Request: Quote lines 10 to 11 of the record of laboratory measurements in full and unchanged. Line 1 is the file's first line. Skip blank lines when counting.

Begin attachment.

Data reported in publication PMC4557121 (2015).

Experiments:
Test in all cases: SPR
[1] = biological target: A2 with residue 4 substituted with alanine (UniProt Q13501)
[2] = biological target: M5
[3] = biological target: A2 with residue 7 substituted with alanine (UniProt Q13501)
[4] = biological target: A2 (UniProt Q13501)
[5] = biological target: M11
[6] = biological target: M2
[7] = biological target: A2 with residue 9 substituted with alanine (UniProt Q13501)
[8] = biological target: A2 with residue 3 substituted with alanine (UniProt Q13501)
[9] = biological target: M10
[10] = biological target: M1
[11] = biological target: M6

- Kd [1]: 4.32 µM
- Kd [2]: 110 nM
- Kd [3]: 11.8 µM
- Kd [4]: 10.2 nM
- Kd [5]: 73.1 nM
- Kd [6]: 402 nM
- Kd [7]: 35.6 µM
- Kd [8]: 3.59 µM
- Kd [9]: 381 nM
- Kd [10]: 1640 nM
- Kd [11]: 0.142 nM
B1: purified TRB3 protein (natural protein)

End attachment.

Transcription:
[7] = biological target: A2 with residue 9 substituted with alanine (UniProt Q13501)
[8] = biological target: A2 with residue 3 substituted with alanine (UniProt Q13501)